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Intestinal absorption and vitamin levels: is a new focus needed?


Vavricka, Stephan R; Rogler, Gerhard (2012). Intestinal absorption and vitamin levels: is a new focus needed? Digestive Diseases, 30(Suppl. 3):73-80.

Abstract

Vitamins are micronutrient chemical compounds that cannot be synthesized by an organism but are essential for human metabolism and life. They act as required intermediaries, cofactors or coenzymes in many of the reactions of normal metabolism. In addition, anti-inflammatory effects have been reported for specific vitamins. In inflammatory bowel disease (IBD), vitamin deficiency is often due to malnutrition (due to a decreased food intake) or malabsorption (due to inflamed, malfunctioning mucosa and diarrhea) which results in anemia. Vitamin B(12) and folic acid supplementation may be necessary in IBD patients, especially those with Crohn's disease (CD) with either inflammation of the terminal ileum or after resection of the terminal ileum. It is also recommended during therapy with sulfasalazine as this compound inhibits the absorption of vitamin B(12). Patients with high or continuous inflammatory CD activity and frequent therapy with steroids have an increased risk of low bone mineral density and vitamin D deficiency. These should be monitored regularly and vitamin D should be supplemented. In a recent trial, a trend towards a reduced risk of relapses in CD patients treated with vitamin D was reported. Only limited studies and case reports exist on other vitamin deficiencies, e.g. vitamins A, B(1), B(2), niacin, B(6), C, E and K, found in IBD patients. These are summarized in this review. Regular nutritional monitoring in IBD patients is warranted and requires the special attention of treating physicians and dieticians.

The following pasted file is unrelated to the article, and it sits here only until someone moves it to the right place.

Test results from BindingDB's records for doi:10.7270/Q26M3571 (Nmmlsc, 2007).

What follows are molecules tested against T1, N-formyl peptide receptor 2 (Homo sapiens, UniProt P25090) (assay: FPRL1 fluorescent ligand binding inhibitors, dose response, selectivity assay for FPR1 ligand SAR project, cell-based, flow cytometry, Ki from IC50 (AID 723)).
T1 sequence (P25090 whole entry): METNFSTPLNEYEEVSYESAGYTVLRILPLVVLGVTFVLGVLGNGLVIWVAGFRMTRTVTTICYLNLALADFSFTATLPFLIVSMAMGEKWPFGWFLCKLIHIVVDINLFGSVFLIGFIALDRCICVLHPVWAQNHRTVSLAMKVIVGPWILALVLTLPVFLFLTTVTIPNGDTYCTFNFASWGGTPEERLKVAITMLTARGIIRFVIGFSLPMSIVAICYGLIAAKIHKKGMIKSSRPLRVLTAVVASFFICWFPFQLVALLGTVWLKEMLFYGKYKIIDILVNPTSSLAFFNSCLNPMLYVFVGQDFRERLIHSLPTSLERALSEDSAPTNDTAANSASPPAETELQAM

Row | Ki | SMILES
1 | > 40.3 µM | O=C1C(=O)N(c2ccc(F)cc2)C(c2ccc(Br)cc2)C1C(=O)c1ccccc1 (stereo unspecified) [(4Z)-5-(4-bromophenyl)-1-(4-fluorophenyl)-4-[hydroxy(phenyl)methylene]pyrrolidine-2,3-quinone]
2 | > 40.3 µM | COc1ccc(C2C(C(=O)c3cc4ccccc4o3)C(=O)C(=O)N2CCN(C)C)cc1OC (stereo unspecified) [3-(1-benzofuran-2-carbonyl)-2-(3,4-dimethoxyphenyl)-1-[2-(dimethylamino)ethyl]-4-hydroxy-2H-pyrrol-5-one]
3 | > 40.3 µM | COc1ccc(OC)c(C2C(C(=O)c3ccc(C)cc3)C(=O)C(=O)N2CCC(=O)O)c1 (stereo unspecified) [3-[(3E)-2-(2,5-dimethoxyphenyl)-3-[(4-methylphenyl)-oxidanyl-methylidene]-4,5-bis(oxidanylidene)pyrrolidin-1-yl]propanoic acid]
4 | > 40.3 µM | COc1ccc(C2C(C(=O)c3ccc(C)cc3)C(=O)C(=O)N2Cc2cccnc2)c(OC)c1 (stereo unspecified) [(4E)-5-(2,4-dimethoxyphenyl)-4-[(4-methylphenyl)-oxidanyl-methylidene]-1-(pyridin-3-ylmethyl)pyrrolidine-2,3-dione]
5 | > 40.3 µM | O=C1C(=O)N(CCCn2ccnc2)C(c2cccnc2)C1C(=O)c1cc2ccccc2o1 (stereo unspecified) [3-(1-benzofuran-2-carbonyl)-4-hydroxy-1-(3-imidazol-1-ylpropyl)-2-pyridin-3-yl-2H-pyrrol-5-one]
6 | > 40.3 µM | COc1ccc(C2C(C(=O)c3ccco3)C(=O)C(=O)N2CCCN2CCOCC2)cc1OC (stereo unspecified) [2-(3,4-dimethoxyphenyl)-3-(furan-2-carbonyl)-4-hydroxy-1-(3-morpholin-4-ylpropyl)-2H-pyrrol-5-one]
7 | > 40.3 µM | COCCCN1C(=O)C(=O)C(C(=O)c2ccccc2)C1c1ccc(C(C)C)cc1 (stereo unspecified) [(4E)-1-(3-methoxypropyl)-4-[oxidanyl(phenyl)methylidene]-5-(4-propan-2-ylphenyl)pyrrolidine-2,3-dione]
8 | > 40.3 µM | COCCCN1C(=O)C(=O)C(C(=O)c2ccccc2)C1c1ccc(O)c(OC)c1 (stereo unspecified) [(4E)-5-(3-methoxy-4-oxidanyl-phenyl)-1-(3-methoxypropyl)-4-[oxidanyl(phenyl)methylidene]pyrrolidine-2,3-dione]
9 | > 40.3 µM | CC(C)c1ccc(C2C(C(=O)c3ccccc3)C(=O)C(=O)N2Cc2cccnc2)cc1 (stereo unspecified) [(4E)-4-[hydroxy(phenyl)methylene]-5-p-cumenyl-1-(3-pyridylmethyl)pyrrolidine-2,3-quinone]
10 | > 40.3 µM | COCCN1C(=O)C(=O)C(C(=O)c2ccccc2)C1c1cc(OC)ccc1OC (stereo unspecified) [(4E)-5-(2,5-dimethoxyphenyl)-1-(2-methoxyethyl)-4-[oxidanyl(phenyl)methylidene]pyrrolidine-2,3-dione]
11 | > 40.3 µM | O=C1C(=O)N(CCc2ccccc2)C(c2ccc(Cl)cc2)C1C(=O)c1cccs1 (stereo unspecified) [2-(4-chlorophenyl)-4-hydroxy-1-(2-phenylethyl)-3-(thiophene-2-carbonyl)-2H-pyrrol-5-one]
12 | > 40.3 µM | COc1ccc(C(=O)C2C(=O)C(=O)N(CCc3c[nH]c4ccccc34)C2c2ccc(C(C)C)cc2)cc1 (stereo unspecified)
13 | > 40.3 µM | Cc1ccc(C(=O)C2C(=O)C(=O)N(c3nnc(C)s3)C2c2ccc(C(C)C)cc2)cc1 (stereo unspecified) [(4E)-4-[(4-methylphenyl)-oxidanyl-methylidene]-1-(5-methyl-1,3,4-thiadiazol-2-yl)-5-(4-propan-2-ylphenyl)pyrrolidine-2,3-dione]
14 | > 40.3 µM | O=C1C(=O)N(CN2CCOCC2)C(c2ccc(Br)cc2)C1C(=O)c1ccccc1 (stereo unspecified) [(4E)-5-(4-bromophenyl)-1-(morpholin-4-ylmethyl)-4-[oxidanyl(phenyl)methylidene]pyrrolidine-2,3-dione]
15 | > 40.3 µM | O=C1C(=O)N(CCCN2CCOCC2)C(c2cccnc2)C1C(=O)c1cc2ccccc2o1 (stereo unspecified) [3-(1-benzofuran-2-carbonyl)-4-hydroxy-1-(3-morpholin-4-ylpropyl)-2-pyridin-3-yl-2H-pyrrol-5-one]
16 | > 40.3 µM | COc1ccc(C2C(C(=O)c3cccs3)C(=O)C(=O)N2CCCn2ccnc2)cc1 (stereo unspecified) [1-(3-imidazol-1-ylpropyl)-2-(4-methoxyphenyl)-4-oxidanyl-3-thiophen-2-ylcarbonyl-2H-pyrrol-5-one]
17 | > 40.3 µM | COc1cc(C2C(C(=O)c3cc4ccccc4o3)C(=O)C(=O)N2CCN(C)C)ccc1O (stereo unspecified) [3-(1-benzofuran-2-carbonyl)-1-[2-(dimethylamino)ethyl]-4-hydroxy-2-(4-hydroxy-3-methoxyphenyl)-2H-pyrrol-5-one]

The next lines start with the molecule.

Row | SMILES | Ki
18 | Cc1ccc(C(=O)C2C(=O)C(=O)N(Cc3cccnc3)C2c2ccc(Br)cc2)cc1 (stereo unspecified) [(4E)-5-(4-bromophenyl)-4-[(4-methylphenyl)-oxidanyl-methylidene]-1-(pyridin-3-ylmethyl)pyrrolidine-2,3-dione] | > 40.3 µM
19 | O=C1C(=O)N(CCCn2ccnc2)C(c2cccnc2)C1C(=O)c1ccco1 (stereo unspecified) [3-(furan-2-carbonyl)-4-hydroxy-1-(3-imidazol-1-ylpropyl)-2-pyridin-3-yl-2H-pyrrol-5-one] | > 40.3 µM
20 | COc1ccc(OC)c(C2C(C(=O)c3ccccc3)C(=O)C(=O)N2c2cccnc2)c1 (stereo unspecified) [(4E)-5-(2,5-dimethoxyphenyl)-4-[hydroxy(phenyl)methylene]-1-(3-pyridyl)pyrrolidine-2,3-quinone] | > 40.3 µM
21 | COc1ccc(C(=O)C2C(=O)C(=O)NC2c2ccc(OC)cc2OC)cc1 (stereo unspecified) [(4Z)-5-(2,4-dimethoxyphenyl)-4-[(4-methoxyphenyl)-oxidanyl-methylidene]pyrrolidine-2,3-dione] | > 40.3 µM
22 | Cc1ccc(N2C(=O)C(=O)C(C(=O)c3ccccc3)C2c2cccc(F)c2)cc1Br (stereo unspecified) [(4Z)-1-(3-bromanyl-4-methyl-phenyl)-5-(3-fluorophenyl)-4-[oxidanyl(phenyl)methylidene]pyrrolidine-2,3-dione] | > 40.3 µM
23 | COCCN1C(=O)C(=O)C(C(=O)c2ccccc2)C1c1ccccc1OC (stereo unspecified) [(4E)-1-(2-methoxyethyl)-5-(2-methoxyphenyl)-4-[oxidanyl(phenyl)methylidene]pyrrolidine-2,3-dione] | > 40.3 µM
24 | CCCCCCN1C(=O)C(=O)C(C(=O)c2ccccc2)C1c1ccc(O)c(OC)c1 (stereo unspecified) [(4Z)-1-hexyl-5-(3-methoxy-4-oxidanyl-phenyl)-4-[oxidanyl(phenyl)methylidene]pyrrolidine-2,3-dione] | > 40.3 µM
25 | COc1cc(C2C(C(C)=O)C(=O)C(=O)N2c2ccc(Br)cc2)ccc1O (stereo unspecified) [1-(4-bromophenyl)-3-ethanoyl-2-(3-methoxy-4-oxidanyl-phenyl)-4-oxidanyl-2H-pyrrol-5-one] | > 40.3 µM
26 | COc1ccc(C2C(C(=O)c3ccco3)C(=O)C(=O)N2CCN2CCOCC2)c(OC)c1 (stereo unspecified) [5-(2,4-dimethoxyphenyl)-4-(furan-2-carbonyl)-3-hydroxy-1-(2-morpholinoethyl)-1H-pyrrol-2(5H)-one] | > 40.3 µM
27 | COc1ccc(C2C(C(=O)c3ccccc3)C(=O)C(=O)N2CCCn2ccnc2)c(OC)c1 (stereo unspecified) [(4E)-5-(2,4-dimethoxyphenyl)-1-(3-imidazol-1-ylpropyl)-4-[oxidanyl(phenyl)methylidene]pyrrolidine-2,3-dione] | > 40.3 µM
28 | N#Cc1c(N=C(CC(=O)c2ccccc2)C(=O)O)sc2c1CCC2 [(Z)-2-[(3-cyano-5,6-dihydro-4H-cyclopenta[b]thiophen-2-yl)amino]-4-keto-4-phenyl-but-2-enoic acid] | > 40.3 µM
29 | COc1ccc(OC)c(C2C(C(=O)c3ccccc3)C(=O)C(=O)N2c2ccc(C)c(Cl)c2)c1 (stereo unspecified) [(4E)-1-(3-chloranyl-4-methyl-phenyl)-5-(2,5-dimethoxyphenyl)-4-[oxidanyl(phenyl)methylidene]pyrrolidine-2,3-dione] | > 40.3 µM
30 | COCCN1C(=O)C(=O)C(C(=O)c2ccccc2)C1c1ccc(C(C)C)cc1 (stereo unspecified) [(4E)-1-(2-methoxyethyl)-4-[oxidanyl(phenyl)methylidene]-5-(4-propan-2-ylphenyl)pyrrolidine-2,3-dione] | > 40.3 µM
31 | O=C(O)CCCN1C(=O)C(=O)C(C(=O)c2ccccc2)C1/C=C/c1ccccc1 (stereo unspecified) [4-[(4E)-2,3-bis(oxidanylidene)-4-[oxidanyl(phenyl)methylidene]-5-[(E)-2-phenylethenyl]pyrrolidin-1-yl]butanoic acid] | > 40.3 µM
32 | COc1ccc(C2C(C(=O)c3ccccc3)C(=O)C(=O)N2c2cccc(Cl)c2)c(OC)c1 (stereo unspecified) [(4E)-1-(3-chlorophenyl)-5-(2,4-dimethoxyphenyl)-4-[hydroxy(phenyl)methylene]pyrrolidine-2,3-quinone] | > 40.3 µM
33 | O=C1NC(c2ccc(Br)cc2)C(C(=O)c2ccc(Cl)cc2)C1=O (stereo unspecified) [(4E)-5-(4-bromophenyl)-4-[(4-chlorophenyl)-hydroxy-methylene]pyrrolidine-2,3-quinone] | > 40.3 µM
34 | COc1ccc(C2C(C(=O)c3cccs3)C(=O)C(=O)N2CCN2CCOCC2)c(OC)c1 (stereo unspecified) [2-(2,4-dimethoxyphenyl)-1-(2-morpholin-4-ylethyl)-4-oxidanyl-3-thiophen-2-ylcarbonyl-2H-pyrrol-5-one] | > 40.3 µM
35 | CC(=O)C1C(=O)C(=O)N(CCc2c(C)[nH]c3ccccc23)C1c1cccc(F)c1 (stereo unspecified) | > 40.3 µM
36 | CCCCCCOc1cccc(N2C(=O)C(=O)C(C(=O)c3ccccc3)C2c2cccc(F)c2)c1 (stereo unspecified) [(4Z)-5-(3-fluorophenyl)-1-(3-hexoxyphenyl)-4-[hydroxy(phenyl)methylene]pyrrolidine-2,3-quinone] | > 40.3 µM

Abstract

Vitamins are micronutrient chemical compounds that cannot be synthesized by an organism but are essential for human metabolism and life. They act as required intermediaries, cofactors or coenzymes in many of the reactions of normal metabolism. In addition, anti-inflammatory effects have been reported for specific vitamins. In inflammatory bowel disease (IBD), vitamin deficiency is often due to malnutrition (due to a decreased food intake) or malabsorption (due to inflamed, malfunctioning mucosa and diarrhea) which results in anemia. Vitamin B(12) and folic acid supplementation may be necessary in IBD patients, especially those with Crohn's disease (CD) with either inflammation of the terminal ileum or after resection of the terminal ileum. It is also recommended during therapy with sulfasalazine as this compound inhibits the absorption of vitamin B(12). Patients with high or continuous inflammatory CD activity and frequent therapy with steroids have an increased risk of low bone mineral density and vitamin D deficiency. These should be monitored regularly and vitamin D should be supplemented. In a recent trial, a trend towards a reduced risk of relapses in CD patients treated with vitamin D was reported. Only limited studies and case reports exist on other vitamin deficiencies, e.g. vitamins A, B(1), B(2), niacin, B(6), C, E and K, found in IBD patients. These are summarized in this review. Regular nutritional monitoring in IBD patients is warranted and requires the special attention of treating physicians and dieticians.

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Additional indexing

Item Type:Journal Article, refereed, original work
Communities & Collections:04 Faculty of Medicine > University Hospital Zurich > Clinic for Gastroenterology and Hepatology
Dewey Decimal Classification:610 Medicine & health
Language:English
Date:2012
Deposited On:13 Mar 2013 13:23
Last Modified:13 Dec 2017 12:34
Publisher:Karger
ISSN:0257-2753
Additional Information:© 2012 S. Karger AG
Publisher DOI:https://doi.org/10.1159/000342609
PubMed ID:23295695

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